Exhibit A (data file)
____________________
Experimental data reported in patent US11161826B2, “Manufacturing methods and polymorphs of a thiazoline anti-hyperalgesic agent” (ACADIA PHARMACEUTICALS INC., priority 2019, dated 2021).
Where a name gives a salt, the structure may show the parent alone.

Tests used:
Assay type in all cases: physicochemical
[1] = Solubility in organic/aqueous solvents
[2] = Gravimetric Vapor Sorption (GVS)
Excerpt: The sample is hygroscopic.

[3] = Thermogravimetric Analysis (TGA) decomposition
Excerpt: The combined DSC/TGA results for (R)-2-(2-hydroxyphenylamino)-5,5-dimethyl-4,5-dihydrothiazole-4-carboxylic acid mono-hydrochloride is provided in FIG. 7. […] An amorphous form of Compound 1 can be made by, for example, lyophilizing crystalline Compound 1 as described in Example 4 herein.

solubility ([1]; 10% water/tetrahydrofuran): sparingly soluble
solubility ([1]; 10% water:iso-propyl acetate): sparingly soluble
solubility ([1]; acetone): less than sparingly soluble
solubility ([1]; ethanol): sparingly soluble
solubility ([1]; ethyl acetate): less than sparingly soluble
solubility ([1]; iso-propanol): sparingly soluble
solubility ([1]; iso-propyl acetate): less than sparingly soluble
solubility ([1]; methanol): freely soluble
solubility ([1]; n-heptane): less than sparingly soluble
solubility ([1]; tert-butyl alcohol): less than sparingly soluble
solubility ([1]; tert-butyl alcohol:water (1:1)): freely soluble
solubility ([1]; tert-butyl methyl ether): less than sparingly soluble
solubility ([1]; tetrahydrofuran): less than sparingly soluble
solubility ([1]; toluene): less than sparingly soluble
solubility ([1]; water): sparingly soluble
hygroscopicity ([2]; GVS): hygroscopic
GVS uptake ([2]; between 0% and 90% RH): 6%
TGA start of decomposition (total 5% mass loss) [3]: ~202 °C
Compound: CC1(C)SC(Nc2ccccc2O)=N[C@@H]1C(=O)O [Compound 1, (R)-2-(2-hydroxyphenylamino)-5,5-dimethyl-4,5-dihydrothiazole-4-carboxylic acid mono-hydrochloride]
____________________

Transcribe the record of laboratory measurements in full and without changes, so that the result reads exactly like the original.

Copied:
Experimental data reported in patent US11161826B2, “Manufacturing methods and polymorphs of a thiazoline anti-hyperalgesic agent” (ACADIA PHARMACEUTICALS INC., priority 2019, dated 2021).
Where a name gives a salt, the structure may show the parent alone.

Tests used:
Assay type in all cases: physicochemical
[1] = Solubility in organic/aqueous solvents
[2] = Gravimetric Vapor Sorption (GVS)
Excerpt: The sample is hygroscopic.

[3] = Thermogravimetric Analysis (TGA) decomposition
Excerpt: The combined DSC/TGA results for (R)-2-(2-hydroxyphenylamino)-5,5-dimethyl-4,5-dihydrothiazole-4-carboxylic acid mono-hydrochloride is provided in FIG. 7. […] An amorphous form of Compound 1 can be made by, for example, lyophilizing crystalline Compound 1 as described in Example 4 herein.

solubility ([1]; 10% water/tetrahydrofuran): sparingly soluble
solubility ([1]; 10% water:iso-propyl acetate): sparingly soluble
solubility ([1]; acetone): less than sparingly soluble
solubility ([1]; ethanol): sparingly soluble
solubility ([1]; ethyl acetate): less than sparingly soluble
solubility ([1]; iso-propanol): sparingly soluble
solubility ([1]; iso-propyl acetate): less than sparingly soluble
solubility ([1]; methanol): freely soluble
solubility ([1]; n-heptane): less than sparingly soluble
solubility ([1]; tert-butyl alcohol): less than sparingly soluble
solubility ([1]; tert-butyl alcohol:water (1:1)): freely soluble
solubility ([1]; tert-butyl methyl ether): less than sparingly soluble
solubility ([1]; tetrahydrofuran): less than sparingly soluble
solubility ([1]; toluene): less than sparingly soluble
solubility ([1]; water): sparingly soluble
hygroscopicity ([2]; GVS): hygroscopic
GVS uptake ([2]; between 0% and 90% RH): 6%
TGA start of decomposition (total 5% mass loss) [3]: ~202 °C
Compound: CC1(C)SC(Nc2ccccc2O)=N[C@@H]1C(=O)O [Compound 1, (R)-2-(2-hydroxyphenylamino)-5,5-dimethyl-4,5-dihydrothiazole-4-carboxylic acid mono-hydrochloride]